At times of great uncertainty and change, clear communication becomes more important than ever—but also more difficult. How do we calm fears and keep focused on the future when we’re surrounded by panic and all our plans have been turned upside down? This is a situation that calls on us to use all our internal and external resources for the common benefit. In that spirit, here is what we’re able to share about effective internal communication in times of crisis.
As an internal communication professional (or anyone tasked with employee communications), your first task should be to ensure that your role is represented on the team that is planning your organisation’s crisis response. If you can’t have a member on that team, ask for a direct contact and stay in direct and regular communication with them. Remind your colleagues that employees are among the most critical stakeholders in your organisation right now.
Communicate often, communicate effectively
Information hates a vacuum—so if there is no credible and reliable communication, the gap fills up with misinformation and rumour. On the macro scale, we can see this as people sending around rumours, conspiracy theories and dubious self-help tips on platforms like WhatsApp. On the micro scale inside our organisations, employees are wondering, and almost certainly talking about, how the business will cope and whether their jobs are safe.
On the macro scale, we can all help by limiting the spread of misinformation and encouraging trust in expert sources. This means:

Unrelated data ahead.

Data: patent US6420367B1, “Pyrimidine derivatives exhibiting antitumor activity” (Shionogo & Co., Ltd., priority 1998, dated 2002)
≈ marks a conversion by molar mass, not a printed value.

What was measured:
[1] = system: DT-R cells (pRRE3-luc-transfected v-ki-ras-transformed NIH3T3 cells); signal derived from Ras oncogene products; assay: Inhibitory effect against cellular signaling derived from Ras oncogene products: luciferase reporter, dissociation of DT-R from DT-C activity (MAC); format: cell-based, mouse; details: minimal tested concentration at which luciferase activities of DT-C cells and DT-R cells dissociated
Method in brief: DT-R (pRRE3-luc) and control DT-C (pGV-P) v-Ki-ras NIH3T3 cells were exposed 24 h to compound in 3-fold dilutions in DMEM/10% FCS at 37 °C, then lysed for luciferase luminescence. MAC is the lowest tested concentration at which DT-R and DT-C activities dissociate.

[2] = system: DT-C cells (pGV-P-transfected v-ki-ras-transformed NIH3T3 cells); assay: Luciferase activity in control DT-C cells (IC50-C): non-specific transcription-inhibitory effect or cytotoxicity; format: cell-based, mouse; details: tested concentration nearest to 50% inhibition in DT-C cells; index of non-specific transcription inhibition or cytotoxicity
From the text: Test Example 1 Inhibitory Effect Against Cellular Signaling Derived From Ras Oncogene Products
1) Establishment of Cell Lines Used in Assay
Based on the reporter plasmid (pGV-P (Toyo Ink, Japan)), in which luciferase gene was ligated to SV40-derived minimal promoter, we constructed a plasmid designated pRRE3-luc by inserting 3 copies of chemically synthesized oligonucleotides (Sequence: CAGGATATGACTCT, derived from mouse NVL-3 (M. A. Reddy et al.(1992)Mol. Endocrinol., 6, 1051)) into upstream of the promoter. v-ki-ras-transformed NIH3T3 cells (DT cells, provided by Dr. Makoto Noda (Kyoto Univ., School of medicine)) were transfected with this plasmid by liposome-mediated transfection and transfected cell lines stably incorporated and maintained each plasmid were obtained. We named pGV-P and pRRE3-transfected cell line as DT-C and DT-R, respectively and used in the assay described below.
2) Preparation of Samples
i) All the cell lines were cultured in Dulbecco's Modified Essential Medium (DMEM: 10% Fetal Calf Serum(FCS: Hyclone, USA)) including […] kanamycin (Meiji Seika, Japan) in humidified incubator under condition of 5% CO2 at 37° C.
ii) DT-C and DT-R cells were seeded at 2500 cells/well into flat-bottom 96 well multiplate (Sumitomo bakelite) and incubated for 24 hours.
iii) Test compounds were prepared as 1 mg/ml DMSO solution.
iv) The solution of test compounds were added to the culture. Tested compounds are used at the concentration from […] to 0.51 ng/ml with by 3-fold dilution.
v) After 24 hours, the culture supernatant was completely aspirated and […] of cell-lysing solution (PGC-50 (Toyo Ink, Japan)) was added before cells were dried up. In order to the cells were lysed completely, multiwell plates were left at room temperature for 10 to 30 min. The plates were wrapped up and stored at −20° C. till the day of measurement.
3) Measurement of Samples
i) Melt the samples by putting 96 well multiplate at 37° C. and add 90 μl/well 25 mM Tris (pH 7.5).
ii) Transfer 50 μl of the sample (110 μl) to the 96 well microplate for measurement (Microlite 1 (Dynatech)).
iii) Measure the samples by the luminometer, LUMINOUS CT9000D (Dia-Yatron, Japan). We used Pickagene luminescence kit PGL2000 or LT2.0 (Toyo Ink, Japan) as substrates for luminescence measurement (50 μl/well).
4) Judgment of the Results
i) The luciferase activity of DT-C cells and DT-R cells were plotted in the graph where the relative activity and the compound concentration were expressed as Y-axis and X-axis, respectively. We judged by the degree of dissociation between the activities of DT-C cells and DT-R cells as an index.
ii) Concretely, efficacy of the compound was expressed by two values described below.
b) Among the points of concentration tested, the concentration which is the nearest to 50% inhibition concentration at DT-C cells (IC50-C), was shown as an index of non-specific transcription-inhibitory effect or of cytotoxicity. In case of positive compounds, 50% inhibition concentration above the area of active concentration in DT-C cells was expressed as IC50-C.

- Avoid using internal communication channels to send any information about COVID-19 that you have not carefully fact-checked.
- Encourage everyone to use reliable sources, and use them yourself. The World Health Organisation (WHO) is the ultimate authority, and they have a very useful site dedicated to the pandemic. Locally, the UAE Department of Health has its own site with links to helpful information.
Stay calm amid the storm
Next, help people cope with uncertainty by projecting a voice of calm and sending regular updates. This can include:
- Acknowledging that the situation is changing rapidly and new data is coming in every day.
- Reassuring employees that the business has a plan in place, and that this plan may change in response to new information.
- Framing changes as signs of responsiveness and agility, rather than instability. Explain the reason behind every decision.
- Checking in daily, even if there is nothing new to report except that everything is going according to plan. This will become especially important as more people work from home.
- Providing resources to help people cope with stress and anxiety. Simply admitting publicly that this is a stressful situation is already a good step. The WHO has useful information to share here, and Harvard Medical School also has useful hints here.
You will also need to ensure that you are communicating effectively, using the channels, languages and locations that your employees prefer. This will vary from company to company; consider carefully how you will mix email, print, mobile communications, your intranet and other methods depending on your different audiences.
Listen, respond and look to the future
Finally, good communication is two-way communication! How are you going to listen to your employees? Consider setting up special channels for COVID-19-specific questions, and make sure someone is monitoring those channels and responding quickly. You may want to set up a microsite or a shared document with responses to common questions.
There are likely to be many questions and fears about the organisation’s future. Even if you can’t answer these yourself, explain to people how their questions are being raised to the right level, and share responses as soon as possible.
Finally, for yourself and everyone in your organisation and your community, remember that after every emergency there is a recovery. The next few weeks and months may be difficult, but they will pass, and the recovery will begin. Let us take care of ourselves and each other until that time.
Author: Pam Sykes